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Write the complete summary of the attached articles and Critically analyze the attached articles?!!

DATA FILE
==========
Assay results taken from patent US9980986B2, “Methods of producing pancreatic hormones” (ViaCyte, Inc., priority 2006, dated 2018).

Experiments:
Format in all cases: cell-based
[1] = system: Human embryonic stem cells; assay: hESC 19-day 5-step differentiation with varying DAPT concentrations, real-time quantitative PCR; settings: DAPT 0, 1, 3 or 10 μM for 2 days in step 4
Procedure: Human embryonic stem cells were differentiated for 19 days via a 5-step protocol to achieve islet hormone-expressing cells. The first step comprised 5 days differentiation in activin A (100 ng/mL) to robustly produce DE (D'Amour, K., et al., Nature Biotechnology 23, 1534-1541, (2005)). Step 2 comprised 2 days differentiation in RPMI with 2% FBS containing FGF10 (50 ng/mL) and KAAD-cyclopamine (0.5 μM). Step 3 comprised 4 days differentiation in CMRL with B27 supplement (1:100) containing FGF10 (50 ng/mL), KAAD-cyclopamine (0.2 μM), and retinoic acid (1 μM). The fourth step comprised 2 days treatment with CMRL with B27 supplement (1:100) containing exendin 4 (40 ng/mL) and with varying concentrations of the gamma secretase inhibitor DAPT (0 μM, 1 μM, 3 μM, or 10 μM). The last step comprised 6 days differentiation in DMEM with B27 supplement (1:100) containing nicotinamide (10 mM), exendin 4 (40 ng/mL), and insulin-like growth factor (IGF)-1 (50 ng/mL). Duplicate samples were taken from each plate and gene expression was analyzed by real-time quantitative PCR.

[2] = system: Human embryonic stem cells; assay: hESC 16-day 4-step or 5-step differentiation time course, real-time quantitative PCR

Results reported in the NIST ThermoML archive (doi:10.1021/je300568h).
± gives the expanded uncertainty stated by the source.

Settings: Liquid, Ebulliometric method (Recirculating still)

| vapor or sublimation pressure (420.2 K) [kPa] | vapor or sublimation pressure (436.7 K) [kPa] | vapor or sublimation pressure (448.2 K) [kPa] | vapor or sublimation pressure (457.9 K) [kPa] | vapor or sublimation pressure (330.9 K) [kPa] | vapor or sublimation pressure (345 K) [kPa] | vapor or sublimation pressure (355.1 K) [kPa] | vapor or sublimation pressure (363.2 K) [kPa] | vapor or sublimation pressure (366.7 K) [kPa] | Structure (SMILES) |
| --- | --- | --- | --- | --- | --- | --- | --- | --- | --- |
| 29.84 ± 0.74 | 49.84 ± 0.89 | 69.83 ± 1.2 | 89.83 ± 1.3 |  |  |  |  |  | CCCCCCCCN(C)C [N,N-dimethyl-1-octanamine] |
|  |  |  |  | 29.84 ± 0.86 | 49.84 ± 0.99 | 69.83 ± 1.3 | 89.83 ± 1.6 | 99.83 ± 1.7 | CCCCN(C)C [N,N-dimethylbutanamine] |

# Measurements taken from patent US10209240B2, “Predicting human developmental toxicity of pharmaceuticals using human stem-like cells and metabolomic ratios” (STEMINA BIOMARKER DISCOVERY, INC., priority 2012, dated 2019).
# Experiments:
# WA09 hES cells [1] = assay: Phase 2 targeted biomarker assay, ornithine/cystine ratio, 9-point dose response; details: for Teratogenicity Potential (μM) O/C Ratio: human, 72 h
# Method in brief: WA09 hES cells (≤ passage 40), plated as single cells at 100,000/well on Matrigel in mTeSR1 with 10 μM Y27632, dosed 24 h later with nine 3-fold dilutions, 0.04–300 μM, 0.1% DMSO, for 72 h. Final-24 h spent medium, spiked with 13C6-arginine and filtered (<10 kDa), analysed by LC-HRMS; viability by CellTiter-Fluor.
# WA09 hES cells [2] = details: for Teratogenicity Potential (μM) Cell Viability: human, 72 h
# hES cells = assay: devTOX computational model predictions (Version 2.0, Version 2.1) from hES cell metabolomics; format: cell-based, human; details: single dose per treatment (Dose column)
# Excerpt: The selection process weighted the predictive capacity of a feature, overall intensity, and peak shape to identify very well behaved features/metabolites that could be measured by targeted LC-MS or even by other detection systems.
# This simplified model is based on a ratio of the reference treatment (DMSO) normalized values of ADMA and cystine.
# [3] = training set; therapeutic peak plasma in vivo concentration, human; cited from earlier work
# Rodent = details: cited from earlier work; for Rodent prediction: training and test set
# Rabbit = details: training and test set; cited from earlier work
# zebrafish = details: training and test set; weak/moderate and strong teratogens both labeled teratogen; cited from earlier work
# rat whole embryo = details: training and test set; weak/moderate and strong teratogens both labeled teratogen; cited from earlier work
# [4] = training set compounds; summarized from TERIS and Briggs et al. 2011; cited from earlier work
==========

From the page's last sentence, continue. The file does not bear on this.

The solar systems Look out toward Venus at twilight The solar system violent past ns tranquil, but in its early days, our cosmic neighborhood was a decidedly dangerous place. by Nola Taylor Redd from a combination of asteroid and comet impacts and volcanic activity The solar systems planets form a pretty stable family. These siblings occasionall interact from a distance but dont constantly disturb one another. But several billion years ago, the family may have been much larger, with as many as seven other worlds fighting things out and violent interactions kicking some out of the clan completely over a longer period of time. Formation doesnt guarantee survival. The first planets jostled one another as they settled into their orbits. Collisions between planets and planetary hopefuls kept everyone on their toes. The constant crashes may have birthed Earths The solar system was a much more compli- cated place early on, says David Nesvorny, an astronomer at the Southwest Research Institute (SwRI) in Colorado.What we see now is just a result of dynamic erosion, instability, scattering, and the captures of different planets as they fly through space Moon, given Venus its backward spin and Uranus its unusual tilt, and stripped Mercury of its outer layers. They also may have booted as many as half the original members out of the fold. The biggest hint that the planets could have lost some siblings came not from observations of the solar system, but from discoveries of planets out- Nesvorny models how planets could have inter side it. Early technology limitations led scientists acted with one another early in their lives. He found to search for planets unlike any in the solar system strong evidence for the existence of at least one gas_massive Jupiter-sized worlds in orbits near their giant ejected from the solar system in its first few star. These hot Jupiters appeared in droves, lead- hundred million years. And it may not have been ing to new ideas of how planets behaved in their the only world to lose its way. younger years. Planets form from a disk of gas and dust sur- rounding a young star. The gas escapes fairly quickly, so giant worlds have to wrap things up within 4 million or 5 million years. Rocky ter- restrial planets can take a bit longer, as much as 100 million years, because much of the lighter material that makes up their atmosphere and surfače (such as Earths water) may have come Hot Jupiters gave us that kick in the rear to start considering what happens when we allow planets to move all over the place, says Kevin Walsh, a senior research scientist also at SwRI. Planetary scientists believe the solar system formed within a giant accreting disk of matter warmed by the infant Sun 22 ASTRONOMY . EBRUAHY 201Gas giants like Uranus have quirks that may have resulted from the violent history of the early solar system, such as slightly more elliptical orbits than those of the inner planets and dipping up and down from the plane of dust from which they formed.MASAUPL Mercury may have been one of a number of larger bodies close to the Sun in the young solar system. NASA.HUARCENEGIENSITUTIO Walsh studies terrestrial planets, and in 2012 he led a team to develop a new theory that Jupiter and Saturn once migrated in the solar system. NASAs Kepler spacecraft also revealed a host of within the confined space. Some would get smashed to bits while new systems whose behavior may resemble the planets of the early others would wind up ejected from the system, usually crashing solar system occurred in all systems, not just those spotted by Kepler. Like sib- lings sharing a single room, the planets would constantly collide into their sun. After 100 million years, only about 10 percent of the Its difficult to prove what happened in the first few million systems they modeled remained tightly packed years around the Sun. Planets dont leave behind written records of where and how they lived. But by studying other systems, mod says. eling how planets might have interacted, and scouring the heavensIfSTIPs formed around the early Sun, it could help explain for any surviving clues, scientists have concluded that the early eral of Mercurys mysteries. While the centers of most solar system family life of the planets was nothing if not eventful. We think that they are consistent with almost all stars, Volk worlds are small in relation to their crust and mantle, Mercury has an enormous iron core containing a large percentage of its mass. The planets orbit is less circular than any other in the solar system. Models predict that, if Mercury formed in place, the planet should lie closer to the Sun and be larger than it is today. Mysterious Mercury In its youth, a larger, more social Mercury may have zipped through the solar system. The rocky world could have been one of several flying around the Sun like close-traveling cars at rush hour, dizzyingly near to one another. Like traffic, the system may have suffered high-speed collisions that sent the other worlds reeling, leaving Mercury the sole survivor of the carnage. In the solar systems first billion years or so Mercury could have crushed its competition, making it the ultimate winner in a case of deadly sibling rivalry But if the solar system started out with sv- eral inner planets zipping around the Sun inside Mercurys present orbit, some of these mysteries could be explained. A slew of colli- sions could send the other worlds reeling, vaporizing most of Mercurys natal shell and The varied systems revealed by Kepler include stars with several planets traveling within the distance of Mercurys orbit around our Sun. Known as Systems of Tightly Packed Inner Planets, or STIPs, the close neighbors make up about 10 percent of Keplers discoveries. leaving a thin veneer to shield the core. In the solar systems first billion years or so, the rocky world could have crushed its competition, making it the ultimate winner in a case of deadly sibling rivalry Secrets of the gas giants While some scientists considered STIPs intriguing outliers, The solar systems gas giants have their own particular puzzles Kathryn Volk and Brett Gladman, both at the University of British Planets forming from a disk of dust should have a nearly circulai Columbia, wondered if they might be the norm. They modeledorbit, but thats not the case for the outer planets. While Venu:s what would happen if dense clusters of planets near their suns and Earth have nearly circular orbits, the gas giants find them- selves stretched out in slightly moreelliptical paths. They dip Astronomy. In 2005, a group of scientists hammered out a model to help 24 A STRONOMYFEBRUARY 201explain the strange quirks of the gas giants, naming it after their host town of Nice, France. The Nice model explains not only how the solar systems largest planets may have moved around carly in their lifetime but also why there was a burst of collisions in the solar system between 3.8 billion and 4.1 billion years ago. As the gas giants danced, they sent rocks and ices hurling in toward the smaller rocky planets. This period is known as the Late Heavy Bombardment The four gas giants started out much closer together under the Nice model. As Neptune and Uranus moved around, they hurled some material inward to rain down on the terrestrial worlds while they tossed others far from the Sun. Eventually the ices returned as comets. They may have slowly nudged Pluto into p swapped places, sending another icy giant or two flying. Nesvorny tried to trace Neptunes steps by studying clues in the Kuiper Belt, the ring of ice and rock that starts near Pluto. When a massive object like a giant planet travels through the solar system, it can sweep up smaller material and carry it in a special orbital path known as a resonance. But when gas giants interact, their rapid jumps leave behind smaller friends. This could explain a puzzling collection known as the kernel, found in the Kuiper Belt. The kernel is a mix of materials, some of which formed in place while others migrated from elsewhere. More than a dozen objects have been detected to date, but because aninward journey. kAA its tough to spot smaller bits of ice and rock at this distance, scien tists think there may be as many as 20,000 more. The gas giant Neptune may have played a substantial role in mixing materials in the outer solar system. It also likely migrated outward after Trying to understand their orbits tells us something about how another planet could have caused it to jump, making it fly out to and why they survived, and where they came from, says SwRIs Hal its present location. If Neptune shepherded the kernels material, it Levinson. It tells us something about how the planets migrated.would have left its flock behind when it jumped. Levinson helped to develop the Nice model, and he has played a Which planet could have caused the sudden change? None that role in refining it over the years. The model calls for Neptune to e know journey deeper into the solar system before landing at its current location about 30 astronomical units from the Sun. (An astronom duced with Neptune having an encounter with Jupiter, Uranus, or ical unit, or AU, is the distance between Earth and the Sun.) By Saturn, Nesvorny says. Theres no object in the present solar sys- modeling the planets path in combination with the kernel, Nesvorny found that the planet had a smooth trip for most of its journey, which probably took about 100 mlon years. At about on that made Neptune jump could have sent the missing world 28 AU, however, a sudden wrench caused by interactions with The kind of jump that is needed for the kernel cannot be pro tem that could have produced this jump in Neptunes orbit. He proposed that a fifth gas giant caused the leap. The interac- hurtling out of the solar system. Sorting out planetary movements 40 AU 40 AU 20 AU 20AUİ 20 AU Jupiter Saturn Uranus The so-called Nice model, produced in France in 2005, could explain how migration of the giant planets in our solar system took place. After the dissipation of gas in the protoplanetary disk, the model suggests, migrations help to explain the Late Heavy Bombardment, the formation of the Oort Cloud, and the existence of the Kuiper Belt. This illustration depicts, from left to right, the solar system in its early configuration; the scattering of planetesimals into the inner solar system and the migrations of Uranus (green) and Neptune (blue; and the solar system after the ejection of planetesimals by the planets. ASTROWNRON ELI www.ASTRONOMY.COM 25unsolved mysteries involved what Walsh and others call the small Mars problem. Long before Nice came along, models of the solar system suggested that the material of the inner solar system should create a Mars five to 10 times larger than todays Red Planet. Grand Tack model Year 0 Jupiter forms This was a problem that persisted for a while, Walsh says Although he and others hoped that the Nice model could help resolve the issue, it fell short. Asteroids Uranus Neptune Comets Jupiter also plays an important role in defining these ideas. With an eye toward the hot Jupiters, in 2011 Walsh and a team of scientists presented the Grand Tack theory, involving an carly solar system with Jupiter spiraling closer to the Sun. Traveling alone, it might have been just another hot Jupiter. But the gas giant had a partner on its road trip, the ringed planet Saturn. Thanks to each others gravitational influence, the pair halted on their inward journey and reversed course, much like a sailboa Year 70,000 Jupiter migrates inard Year 100,000 Satu migrates to 3:2 resonance; formation of the terrestrial planets in the outer solar system to t But the trip wasnt smooth sailing. Along the way, the two mas- sive bodies stirred up the asteroid belt, first when they passed through en route to sunnie regions and then again when they returned to colder climes. And while the terrestrial planets may have felt the brunt of the mixing, the movement of the gas giants would have stirred up the outer solar system as well Year 300,000 Outvard migration Although the theory developed after Nice, Grand Tack took place earlier in the history of the solar system, within the first 10 million years. Once the two giants finished their inward trip, the terrestrial planets would have had plenty of time to form. Thanks to the stirring up of the rocky pieces near the Sun, less material would have been available to build the Red Planet, solving the small Mars problem Year 500,000 End of the Grand Tack Along comes Planet Nine Suggestions that the early solar system could have housed more worlds, both rocky and gaseous, became especially intriguing with the announcement that a distant planet may exist at its fringes. Two planetary scientists at the California Institute of Technology Konstantin Batygin and Mike Brown, proposed the existence of Planet Nine thanks to observed gravitational effects on objects in the outer Kuiper Belt. Estimated to hold ahout 10 times Earths mass, the missing planet only gets to within about 250 AU of the Sun nearly 10 times as far as Neptune. Year 600,000 to present After Nice scenario Sun 2 AU 4 AU 6 AU 8 AU 10 AU The so-called Grand Tack model of the solar system, developed in 2011, suggests that after its formation some 3.5 astronomical units from the Sun, Jupiter migrated inward to 1.5 AU before heading back outward to its present position 5.2 AU from the Sun. This strip showsArizona, Volk located at least four other large objects at the edge of critical events along that process, from the formation of Jupiter to 600,000 years after the solar systems formation, when the present planetary configuration existed. RCKTLLY Working with a new team in her new home at the University of the solar system that strengthened the case for Planet Nine. The enormous chunks of rock and ice never draw any closer to the Sun than 40 AU, spending most of their orbits about 1.3 times as far out as Pluto. According to Volk, they never interact with the giant planets, suggesting that another massive body may have disturbed Several models have suggested the possibility of a fifth, and even a sixth, gas giant. In 2012, a revised look at the Nice model their paths. found that the solar system worked best with five gas giants, including one with a mass similar to Uranus and Neptune. B have joined the Sun after being cast out of its own system. rewinding the clock can be difficult; its almost impossible to find Observations have shown that free-floating, sunless planets are proof for what might have been. The kernel makes a strong argu- fairly common in the Milky Way, and the researchers thought per- ment that the solar system once held more gas giants than today. haps one had wandered close enough to be picked up by the Sun Originally, Batygin and Brown suggested Planet Nine could The kernel could be evidence for the fifth planet in the outer Since then, models by other scientists have dismissed that possibil- ity claiming that the Suns weak grasp would have made it easy for another star to strip the world away. It would take between 20 and 50 objects to be captured and stripped in order for one to last long solar system, Nesvorny says. Devil in the details The Nice model helped to explain many things, but it didnt quite enough to disrupt the solar system. nail down everything. According to Walsh, while Nice was good for The idea that Planet Nine could have formed with its existing answering questions about the outer solar system, many questions orbit is also unlikely. The icy planet takes about 20,000 years to remained about the rocky terrestrial planets. One of the biggest complete a single orbit. According to Batygin, it would have made 26 ASTRONOMYFEBRUARY 201Planet Nine, shown in this artwork, was calculated to exist by Caltech research ers in 2016 but has not yet been observed. The planet could explain some intricate orbital dynamics of the outer solar system. CALTKHR HURT PMC only about 100 passes through the disk of gas and dust around the young Sun, nowhere near enough time to build a planet 10 times as massive as Earth world would have needed to take flight early on The mystery world may instead be a starter planet, a core from an ice giant that wanted to form. Raymond is working on model- ing how an object like Planet Nine could have accreted. He thinks that after Jupiter and Saturn formed, they may have carved a gap You cannot assemble a 10 Earth-mass object in a mere 100 orbits, Batygin says. Could the missing planet be the fifth gas giant whose interac the gas disk around the Sun. As other material migrated tion with Neptune made the gas giant jump? Nesvorny and other nward, it got stopped and ultimately ejected by the two young scientists say no. The slim odds of an ice giant surviving a kick to planets. The result would be five to 10 leftover objects about five the extreme edges of the solar system would mean booting 10 to ms more massive than Earth. 100 icy worlds, which would have taken more material to build than was available. His icy Neptune is likely long gone, floating faster or a little closer in, Raymond says. freely somewhere in the galaxy, Nesvorny says. They would have become ice giants if they had formed a little The early solar system should have had plenty of mass. Similar problems exist for the super-Earths that might have survived their crash course with Mercury. Most would have wound up crashing into the Sun, Volk says. Any fortunate enough to be completely ejected from the solar system would have been flying out far too late to stick around. According to Raymond, the formation of Neptune and Uranus wasnt completely efficient. Building the planets would have required starting out with nearly twice as much By understanding how other clusters of worlds behave scientists gain a better understanding of what happened in our own planetary family mass as wound up in the planets, providing enough material to build several cores. Similar objects showed up in previous Grand Tack sinm It really seems difficult to imagine that, if it exists, Planet Nine is related to late insta- bility in the solar system,Nesvorny says ulations, booted by Jupiter. Focused on re- creating the known planets, the scientists paid little attention to the extra ingredients. To be a full-sized world, Planet Nine would have had to join early in the solar system in the first million years, Walsh says. Thats because the only way to keep the planet inside the solar system would have been for another nearby star to push it back. Once it gets kicked out, you forget about it, Raymond says. Maybe we shouldnt have just ignored this stuff because it could have ended up as Planet Nine. Its hard to look back at what might have been, but its starting to look like the early solar system Stars like the Sun form in dense clusters of stars. Over the Suns 4.6 billion-year life, the cluster has, like childhood standing how other clusters of worlds behave, scientists gain a friends, slowly drifted apart. Theres no way to know today which better understanding of what happened in our own planctary stars were part of that cluster or how close they may have beenfamily. Scientists have only scratched the surface with Kepler Studying the outer solar system helps to provide some constraints. Instruments like NASAs Transiting Exoplanet Survey Satellite Tightly packed stars would have had stronger gravitational influ- (TESS), scheduled to launch in 2017, wl take a look at small ences on the outer regions of the Kuiper Belt, and even on the outer planets. Astronomer Sean Raymond of the Laboratoire dAstrophysique de Bordeaux estimated that the Suns natal cluster We keep having to change our thinking about how planets contained somewhere between 1,000 and 10,000 stars, For a nearby star to kick Planet Nine back into the solar system, the was far more active than originally thought. By under worlds lying even farther from their parent stars. These systems may provide more insight into the young solar system. form because of all the exoplanet data, Volk says. Its not good to get attached to any particular idea. » www.ASTRONOMY.CoM 27